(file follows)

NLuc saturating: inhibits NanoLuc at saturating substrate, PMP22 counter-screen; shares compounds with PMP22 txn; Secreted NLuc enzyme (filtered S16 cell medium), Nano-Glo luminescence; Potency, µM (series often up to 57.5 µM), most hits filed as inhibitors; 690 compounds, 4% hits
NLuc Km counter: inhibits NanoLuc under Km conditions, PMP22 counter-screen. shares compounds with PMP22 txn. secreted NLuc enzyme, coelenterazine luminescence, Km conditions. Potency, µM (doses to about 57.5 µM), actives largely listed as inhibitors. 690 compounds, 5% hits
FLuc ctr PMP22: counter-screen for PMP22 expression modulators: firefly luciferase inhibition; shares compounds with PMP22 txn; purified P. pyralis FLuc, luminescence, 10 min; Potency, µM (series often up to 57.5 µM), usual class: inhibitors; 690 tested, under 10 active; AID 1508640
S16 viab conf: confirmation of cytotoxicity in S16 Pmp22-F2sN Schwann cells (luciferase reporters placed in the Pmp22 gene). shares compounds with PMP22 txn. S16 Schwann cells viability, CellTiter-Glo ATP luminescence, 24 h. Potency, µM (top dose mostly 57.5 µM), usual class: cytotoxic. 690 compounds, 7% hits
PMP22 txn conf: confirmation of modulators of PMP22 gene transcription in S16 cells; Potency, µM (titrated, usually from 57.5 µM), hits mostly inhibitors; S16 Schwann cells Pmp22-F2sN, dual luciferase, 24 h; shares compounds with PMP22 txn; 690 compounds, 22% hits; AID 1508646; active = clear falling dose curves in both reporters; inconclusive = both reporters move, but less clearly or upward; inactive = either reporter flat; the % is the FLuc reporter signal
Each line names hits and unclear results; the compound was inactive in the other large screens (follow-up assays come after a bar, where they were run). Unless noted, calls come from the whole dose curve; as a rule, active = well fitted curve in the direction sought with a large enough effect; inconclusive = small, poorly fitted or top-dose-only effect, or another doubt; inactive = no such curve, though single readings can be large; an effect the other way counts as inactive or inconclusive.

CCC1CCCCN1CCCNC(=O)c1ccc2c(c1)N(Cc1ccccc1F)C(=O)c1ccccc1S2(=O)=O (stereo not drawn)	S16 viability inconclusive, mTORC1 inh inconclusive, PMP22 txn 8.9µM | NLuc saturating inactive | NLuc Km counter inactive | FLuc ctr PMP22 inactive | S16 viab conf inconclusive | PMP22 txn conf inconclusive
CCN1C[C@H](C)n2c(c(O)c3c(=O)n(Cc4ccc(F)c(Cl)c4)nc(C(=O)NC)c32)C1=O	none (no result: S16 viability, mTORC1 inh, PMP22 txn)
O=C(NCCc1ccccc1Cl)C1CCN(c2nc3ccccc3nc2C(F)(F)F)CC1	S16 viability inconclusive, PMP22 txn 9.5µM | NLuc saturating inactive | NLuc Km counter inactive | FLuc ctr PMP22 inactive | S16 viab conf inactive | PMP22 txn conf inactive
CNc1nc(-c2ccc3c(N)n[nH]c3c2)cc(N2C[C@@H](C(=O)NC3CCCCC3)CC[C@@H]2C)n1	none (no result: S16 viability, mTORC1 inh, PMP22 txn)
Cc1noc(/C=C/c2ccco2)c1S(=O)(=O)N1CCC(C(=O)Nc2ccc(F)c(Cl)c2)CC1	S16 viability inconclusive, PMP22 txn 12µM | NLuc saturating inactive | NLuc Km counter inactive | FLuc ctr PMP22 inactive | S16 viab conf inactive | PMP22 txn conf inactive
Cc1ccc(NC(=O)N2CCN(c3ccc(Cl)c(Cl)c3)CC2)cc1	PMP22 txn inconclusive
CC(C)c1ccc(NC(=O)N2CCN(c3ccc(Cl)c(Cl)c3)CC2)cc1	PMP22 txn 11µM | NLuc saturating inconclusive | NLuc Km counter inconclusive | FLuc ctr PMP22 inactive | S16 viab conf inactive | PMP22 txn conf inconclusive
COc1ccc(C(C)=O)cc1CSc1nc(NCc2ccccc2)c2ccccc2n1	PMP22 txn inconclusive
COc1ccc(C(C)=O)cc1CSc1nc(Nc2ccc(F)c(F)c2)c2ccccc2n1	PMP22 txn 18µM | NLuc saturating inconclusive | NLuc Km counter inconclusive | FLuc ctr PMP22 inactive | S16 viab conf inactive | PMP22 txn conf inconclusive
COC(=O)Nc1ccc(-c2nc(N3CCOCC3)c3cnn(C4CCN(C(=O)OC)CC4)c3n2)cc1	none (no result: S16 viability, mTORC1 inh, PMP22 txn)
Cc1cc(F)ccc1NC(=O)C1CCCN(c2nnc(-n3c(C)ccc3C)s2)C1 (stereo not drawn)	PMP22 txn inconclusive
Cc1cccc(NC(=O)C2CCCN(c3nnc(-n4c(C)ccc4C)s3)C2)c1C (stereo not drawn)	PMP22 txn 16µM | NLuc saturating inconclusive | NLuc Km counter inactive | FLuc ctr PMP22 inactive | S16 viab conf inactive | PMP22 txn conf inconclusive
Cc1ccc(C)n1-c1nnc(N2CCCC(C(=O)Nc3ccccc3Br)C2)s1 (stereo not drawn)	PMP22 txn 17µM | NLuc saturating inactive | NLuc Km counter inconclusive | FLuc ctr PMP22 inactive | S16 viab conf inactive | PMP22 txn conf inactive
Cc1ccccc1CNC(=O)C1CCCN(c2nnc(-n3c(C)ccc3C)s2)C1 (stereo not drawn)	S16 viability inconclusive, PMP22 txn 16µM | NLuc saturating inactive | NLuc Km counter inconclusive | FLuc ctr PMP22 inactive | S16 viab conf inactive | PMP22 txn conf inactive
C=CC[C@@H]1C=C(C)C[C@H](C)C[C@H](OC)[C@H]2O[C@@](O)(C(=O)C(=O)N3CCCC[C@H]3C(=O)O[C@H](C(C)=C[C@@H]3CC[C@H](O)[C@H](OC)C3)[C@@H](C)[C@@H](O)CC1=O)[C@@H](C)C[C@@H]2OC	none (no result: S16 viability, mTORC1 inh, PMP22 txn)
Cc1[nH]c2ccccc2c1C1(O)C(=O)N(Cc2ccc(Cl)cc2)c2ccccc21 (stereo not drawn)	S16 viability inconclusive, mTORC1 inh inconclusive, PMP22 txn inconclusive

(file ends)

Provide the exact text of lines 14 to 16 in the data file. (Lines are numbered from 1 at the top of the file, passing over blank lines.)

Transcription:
COc1ccc(C(C)=O)cc1CSc1nc(NCc2ccccc2)c2ccccc2n1	PMP22 txn inconclusive
COc1ccc(C(C)=O)cc1CSc1nc(Nc2ccc(F)c(F)c2)c2ccccc2n1	PMP22 txn 18µM | NLuc saturating inconclusive | NLuc Km counter inconclusive | FLuc ctr PMP22 inactive | S16 viab conf inactive | PMP22 txn conf inconclusive
COC(=O)Nc1ccc(-c2nc(N3CCOCC3)c3cnn(C4CCN(C(=O)OC)CC4)c3n2)cc1	none (no result: S16 viability, mTORC1 inh, PMP22 txn)